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Robert Ellis v. Reddy

May 6, 2013

ROBERT ELLIS, PLAINTIFF,
v.
REDDY,
DEFENDANT.



The opinion of the court was delivered by: Kendall J. Newman United States Magistrate Judge

ORDER and FINDINGS AND RECOMMENDATIONS*fn1

I. Introduction

Plaintiff, a state prisoner incarcerated at High Desert State Prison ("HDSP"), proceeds in forma pauperis and without counsel in this civil rights action filed pursuant to 42 U.S.C. § 1983. Pursuant to the initial screening of plaintiff's complaint, under 28 U.S.C. § 1915A(b), the undersigned found that it "states a potentially cognizable Eighth Amendment claim for relief against sole-named defendant Reddy." (Dkt. No. 4 at 2.) Pending is defendant's motion to dismiss this action, on the ground that plaintiff's claim is: (1) precluded under the doctrine of res judicata; or (2) alternatively, fails to state a claim upon which relief can be granted. Plaintiff opposes the motion.*fn2 (Dkt. Nos. 15, 17, 20, 21.) Defendant filed a reply to plaintiff's first-filed opposition. (Dkt. No. 16.)

For the reasons that follow, the undersigned recommends that defendant's motion to dismiss be granted, with leave granted to plaintiff to file an amended complaint.

II. Defendant's Motion to Dismiss

Defendant contends that the instant action is precluded under the doctrine of res judicata, because there was a final judgment on the merits of plaintiff's Eighth Amendment claim against Dr. Reddy in Ellis v. Hill et al., Case No. 2:11-cv-0363 GEB CKD P. Defendant further contends, alternatively, that plaintiff has failed to state a claim upon which relief can be granted, pursuant to Federal Rule of Civil Procedure 12(b)(6).

A. Res Judicata

1. Legal Standards

A motion to dismiss, based on res judicata grounds, is properly made pursuant to Federal Rule of Civil Procedure 12(b)(1). See, e.g., Gupta v. Thai Airways Intern., Ltd., 487 F.3d 759, 763 (9th Cir. 2007). "Res judicata ensures the finality of decisions. Under res judicata, a final judgment on the merits bars further claims by parties or their privies based on the same cause of action. Res judicata prevents litigation of all grounds for, or defenses to, recovery that were previously available to the parties, regardless of whether they were asserted or determined in the prior proceeding. Res judicata thus encourages reliance on judicial decisions, bars vexatious litigation, and frees the courts to resolve other disputes." Brown v. Felsen, 442 U.S. 127, 131 (1979) (citations and internal quotations omitted).

"The analysis of whether two suits involve an identity of claims is a pragmatic determination and a matter of degree." Durney v. WaveCrest Laboratories, LLC 441 F.Supp. 2d 1055, 1063 (N.D. Cal. 2005). "[T]he temporal relationship of the two courses of conduct at issue is taken into account in determining whether they are transactionally related or not. " Id. Significantly, "[a] claim arising after the date of an earlier judgment is not barred, even if it arises out of a continuing course of conduct that provided the basis for the earlier claim." Frank v. United Airlines, Inc., 216 F.3d 845, 851 (9th Cir. 2000) (citing Lawlor v. National Screen Serv. Corp., 349 U.S. 322, 328 (1955); see also International Techs. Consultants, Inc. v. Pilkington, PLC, 137 F.3d 1382, 1388 (9th Cir. 1998) ("By winning the first action, the defendants did not acquire immunity in perpetuity . . . .") (internal citation and quotation marks omitted).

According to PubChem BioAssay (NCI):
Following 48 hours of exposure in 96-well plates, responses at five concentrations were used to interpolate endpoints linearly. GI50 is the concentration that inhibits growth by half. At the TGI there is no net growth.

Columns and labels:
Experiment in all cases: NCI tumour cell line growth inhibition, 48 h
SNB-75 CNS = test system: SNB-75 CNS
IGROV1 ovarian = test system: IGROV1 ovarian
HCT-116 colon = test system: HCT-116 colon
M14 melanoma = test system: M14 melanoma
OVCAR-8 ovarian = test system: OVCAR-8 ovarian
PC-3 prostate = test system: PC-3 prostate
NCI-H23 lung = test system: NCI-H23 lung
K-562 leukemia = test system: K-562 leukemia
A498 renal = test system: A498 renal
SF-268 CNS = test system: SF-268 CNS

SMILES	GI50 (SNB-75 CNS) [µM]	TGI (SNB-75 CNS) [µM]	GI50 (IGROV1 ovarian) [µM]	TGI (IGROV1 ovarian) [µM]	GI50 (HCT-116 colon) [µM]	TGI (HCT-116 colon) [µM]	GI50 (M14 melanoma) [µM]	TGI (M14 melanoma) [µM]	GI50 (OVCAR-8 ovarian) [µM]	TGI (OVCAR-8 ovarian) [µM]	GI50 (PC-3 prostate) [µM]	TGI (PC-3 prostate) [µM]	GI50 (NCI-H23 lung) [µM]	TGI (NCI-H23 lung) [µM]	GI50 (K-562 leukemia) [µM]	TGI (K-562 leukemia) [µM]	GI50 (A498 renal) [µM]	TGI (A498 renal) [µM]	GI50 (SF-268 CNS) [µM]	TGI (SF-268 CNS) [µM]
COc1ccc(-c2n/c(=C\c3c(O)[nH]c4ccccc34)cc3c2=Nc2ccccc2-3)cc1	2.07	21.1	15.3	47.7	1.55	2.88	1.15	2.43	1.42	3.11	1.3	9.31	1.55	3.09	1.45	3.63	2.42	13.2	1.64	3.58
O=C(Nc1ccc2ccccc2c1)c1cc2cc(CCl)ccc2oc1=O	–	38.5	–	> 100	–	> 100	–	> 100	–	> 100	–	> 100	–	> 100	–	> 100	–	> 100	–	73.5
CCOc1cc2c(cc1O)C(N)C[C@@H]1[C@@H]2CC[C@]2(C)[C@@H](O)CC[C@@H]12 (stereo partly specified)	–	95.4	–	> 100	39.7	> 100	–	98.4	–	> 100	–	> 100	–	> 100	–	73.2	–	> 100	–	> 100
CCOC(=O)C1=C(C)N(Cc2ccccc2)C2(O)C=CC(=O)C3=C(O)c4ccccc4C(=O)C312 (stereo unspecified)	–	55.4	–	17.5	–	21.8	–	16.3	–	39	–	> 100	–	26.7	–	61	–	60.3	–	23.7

"In order to bar a later suit under the doctrine of res judicata, an adjudication must

(1) involve the same 'claim' as the later suit, (2) have reached a final judgment on the merits, and

(3) involve the same parties or their privies." Nordhorn v. Ladish Co., Inc., 9 F.3d 1402, 1405 (9th Cir. 1993) (citations omitted).

2. Plaintiff's Instant Complaint

In the present action, plaintiff relies on the June 17, 2010 treatment note of Nurse Practitioner S. Kansier, R.N., FNP, to support the allegation that plaintiff has hemorrhoids. Nurse Kansier's one-page treatment note diagnoses "hemorrhoid," and recommends that plaintiff continue taking fiber and a stool softener, increase his water intake, and obtain prescriptions for "Proctofoam HC" (topical cortisone), and Motrin. (See Dkt. No. 1 at 6, 7 (duplicate pages).) Plaintiff relies on this diagnosis to support his allegation that his treating physician, defendant Dr. Reddy, had previously been wrong in diagnosing, treating, and referring plaintiff for a putative prostate problem. Plaintiff alleges that he has since followed, "for at least a year and a half," the medical advice of Dr. Reddy that he use Anusol (topical cortisone), and ingest fiber and stool softeners. (Dkt. No. 1 at 5.) However, plaintiff alleges, he has "complained to Doctor Reddy that the medication doesn't work period [but] Dr. Reddy stated that there's nothing she could do." (Id.) Plaintiff asserts that he is in "constant pain, which is burning, slight bleeding and swellen (sic) that makes it difficult to pass stool and sometimes urine." (Id. at 3.) Plaintiff asserts that he "has suffered, is suffering and continues to suffer physical and mental emotional [pain] also injuries in the form of damage to the internal bowel rectum and a herneah (sic) possibly from straining." (Id. at 5.)

The instant complaint further alleges that Dr. Reddy "isn't properly trained" to treat plaintiff's medical issues and thus "ignores the problem." (Id. at 3.) The complaint alleges that Dr. Reddy's failure to respond to plaintiff's complaints is "willful, intentional, malicious, wanton and despicable." (Id. at 4. ) Plaintiff alleges a violation of his Eighth Amendment rights, and seeks damages and injunctive relief, the latter including "free[dom] from pain," and referral to a ...


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